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Subscribe to my newsletter now for a free guide to cooking curries! AND I’ll send you weekly tricks, tips and updates that will help you elevate your cooking to the next level!

Bacon & Leek Pie with Homemade Puff Pastry

This recipe will show you how to make a beautiful, creamy bacon & leek pie mix and how to make the homemade puff pastry pie case we'll be putting it in. Best. Pastry. Ever.
Prep Time 1 hr 30 mins
Cook Time 30 mins
Course Dinner, Lunch, main, Main Course
Cuisine English
Servings 2


  • 2x 8 – 10 cm Ring Moulds (optional – but if you don't have one you'll need something of a similar size in which to bake your pastry)



  • 300 g Plain Flour
  • 150 g Butter
  • 200 ml Water roughly
  • 1 tsp Salt
  • 1 Egg
  • Dry Beans, Pearl Barley or Rice


  • 1/2 cup Cream
  • 2 Leeks
  • 1 Carrot
  • 1 Stick Celery
  • 1 Onion
  • 10 rashers Bacon
  • 1 Bay Leaf
  • 1 sml Thyme Bunch sage or rosemary would also work
  • 3 cloves Garlic
  • Salt
  • Black Pepper
  • Butter
  • Parsley



  • In a large bowl, combine the flour and salt with just enough water to bring it together into a single piece, even if it is a little rough around the edges. You don't want it too wet. . You may not need to use the full amount of water. Once it comes together in one piece, move it to a flat surface and knead the dough for 5 minutes or so, or until the dough is firm and smooth.
  • Wrap the dough in clingfilm and let it rest in the fridge for thirty minutes. Take it from the fridge and roll it out nice and thin on a lightly floured surface. You want it less than 5mm thick and in as square or at least rectangular a shape as you're able.
  • Thinly slice the butter and layer it over the top of one half of the dough, then fold the dough over and dust the top, then roll it out lenthwise. Fold it over and repeat the process 5 or 6 times, or more if you're able, but be careful not to damage the dough. The butter will eventually make it very difficult to work with, so keep dusting it with flour if needs be.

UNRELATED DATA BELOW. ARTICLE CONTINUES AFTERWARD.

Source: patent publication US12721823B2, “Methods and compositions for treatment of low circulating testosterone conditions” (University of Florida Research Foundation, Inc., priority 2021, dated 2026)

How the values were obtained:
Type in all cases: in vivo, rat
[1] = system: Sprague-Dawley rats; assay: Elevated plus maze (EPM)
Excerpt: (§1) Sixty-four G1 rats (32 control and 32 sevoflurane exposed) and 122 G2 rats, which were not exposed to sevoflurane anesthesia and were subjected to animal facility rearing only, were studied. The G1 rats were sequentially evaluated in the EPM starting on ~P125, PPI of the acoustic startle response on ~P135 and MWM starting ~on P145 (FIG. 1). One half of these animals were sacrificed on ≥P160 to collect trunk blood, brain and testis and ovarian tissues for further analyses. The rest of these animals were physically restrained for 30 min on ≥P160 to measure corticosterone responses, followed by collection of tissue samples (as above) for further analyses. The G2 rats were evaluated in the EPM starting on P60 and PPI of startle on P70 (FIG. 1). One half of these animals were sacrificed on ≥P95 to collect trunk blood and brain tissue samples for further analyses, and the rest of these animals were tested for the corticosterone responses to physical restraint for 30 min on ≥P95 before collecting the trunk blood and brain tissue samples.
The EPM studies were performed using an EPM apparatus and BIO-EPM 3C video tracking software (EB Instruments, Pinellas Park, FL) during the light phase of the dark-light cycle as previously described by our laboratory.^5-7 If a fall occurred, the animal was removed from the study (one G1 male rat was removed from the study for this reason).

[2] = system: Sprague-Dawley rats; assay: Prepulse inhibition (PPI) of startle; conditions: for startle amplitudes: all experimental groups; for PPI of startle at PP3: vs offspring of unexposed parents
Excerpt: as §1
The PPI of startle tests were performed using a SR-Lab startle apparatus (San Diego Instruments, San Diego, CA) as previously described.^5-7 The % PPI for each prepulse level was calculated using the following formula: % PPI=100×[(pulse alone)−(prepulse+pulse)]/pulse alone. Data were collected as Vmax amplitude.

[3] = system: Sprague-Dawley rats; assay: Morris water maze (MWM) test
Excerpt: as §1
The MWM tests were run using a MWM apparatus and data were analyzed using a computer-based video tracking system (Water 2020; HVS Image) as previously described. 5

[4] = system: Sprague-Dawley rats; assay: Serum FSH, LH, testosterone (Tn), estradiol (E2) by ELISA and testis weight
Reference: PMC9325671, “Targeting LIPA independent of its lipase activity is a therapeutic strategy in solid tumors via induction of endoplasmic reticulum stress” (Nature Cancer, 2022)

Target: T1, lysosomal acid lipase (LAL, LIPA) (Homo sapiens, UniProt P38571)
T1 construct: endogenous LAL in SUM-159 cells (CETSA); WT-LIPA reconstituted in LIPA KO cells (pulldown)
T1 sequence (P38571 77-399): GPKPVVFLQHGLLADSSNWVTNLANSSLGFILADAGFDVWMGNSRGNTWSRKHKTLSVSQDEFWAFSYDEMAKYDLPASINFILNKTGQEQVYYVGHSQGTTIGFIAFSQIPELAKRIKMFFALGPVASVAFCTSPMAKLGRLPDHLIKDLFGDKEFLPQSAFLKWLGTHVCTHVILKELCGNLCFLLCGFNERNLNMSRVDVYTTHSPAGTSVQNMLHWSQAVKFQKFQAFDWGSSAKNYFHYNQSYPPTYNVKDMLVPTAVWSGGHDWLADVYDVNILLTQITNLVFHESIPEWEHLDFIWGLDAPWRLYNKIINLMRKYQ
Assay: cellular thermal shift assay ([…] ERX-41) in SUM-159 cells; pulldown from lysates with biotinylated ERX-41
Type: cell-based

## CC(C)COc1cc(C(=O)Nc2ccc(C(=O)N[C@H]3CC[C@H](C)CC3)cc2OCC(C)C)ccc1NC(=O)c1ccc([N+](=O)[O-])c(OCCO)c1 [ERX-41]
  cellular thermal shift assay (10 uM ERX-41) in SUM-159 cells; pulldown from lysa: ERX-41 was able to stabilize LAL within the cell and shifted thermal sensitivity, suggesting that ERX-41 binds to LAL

• Fold the dough up so that you can wrap it in clingfilm to roll out one final time when you're ready to use it. Place it in the fridge, again for at least half an hour or for as long as it takes to make the filling.


  • Finely dice the onion, carrot, celery, garlic and leeks and set them aside. You want the onion, carrot and celery together and the leeks and garlic separate.
  • Chop the bacon into squares and add it to a hot pan on medium heat. You shouldn't need any oil, as long as you haven't discarded the bacon fat. Fry until cooked right through, then set the bacon aside, leaving behind any leftover fat and whatever is stuck to the bottom of the pan.
  • Add some butter and scrape the bottom of the pan, then add the onion, carrot and celery and the thyme and bay leaf. Stir everything together, cooking for 5 – 10 minutes on a low-medium temperature with some salt.
  • Add the leeks and garlic and stir everything together, then continue to cook for another 5 minutes or so.
  • Add the cream and again stir everything together, then simply leave over the heat for just a few minutes, seasoning with more salt with pepper and removing the thyme and bay leaf. If it's still a little dry, just add a splash of water.
  • Stir in some chopped parsley and remove from the heat.

Assemble & Cook

  • Pre-heat an oven to 180c.
  • Lightly dust a work surface and roll out the pastry to about 3-4mm thick, then use the ring mould to cut four circles from the dough. Set them aside somewhere on the surface, covered with a damp, but not wet, cloth.
  • Measure 2 long strips of dough. Enough to line the ring mould and then just enough to overlap and stick. Wrap any spare dough in clingfilm and store it in the fridge.
  • On a tray lined with greaseproof paper, place two of the circles of pastry and dampen the edges with water. Grease the inside of the ring moulds and place them around the circles of pastry, then line the sides with the strips you cut earlier, joining them to the wet base and brushing the seam with water to seal it. They will try very hard to collapse, so quickly pour in your dry beans, barley or rice and gently pat it down to support the sides. If you're using rice in particular, try to line the pastry with greaseproof paper.
  • Cut a single, small hole in the bottom and place the pie cases into the oven for about 10 minutes, until the pastry no longer has that raw, doughy feel, but without having picked up any colour.
  • Remove from the oven and pour out the dried contents, then scrape out any leftovers.
  • Remove the moulds and spoon in filling to the top, then brush the top edge with water and lay the final circles of pastry over to form a base.
  • Turn the pies over, still on the tray lined with greaseproof paper, then brush the outside with egg wash and give the hold in the (now) top another quick poke.
  • Place them back in the oven and increase the temperature to about 200c. Cook until suitably coloured or for roughly 20 – 30 minutes, then serve.
Keyword bacon, bacon pie, ham, ham pie, homemade puff pastry recipe, leek, leek and bacon, leek and bacon pie, leek and ham, leek and ham pie, pie, puff pastry, puff pastry recipe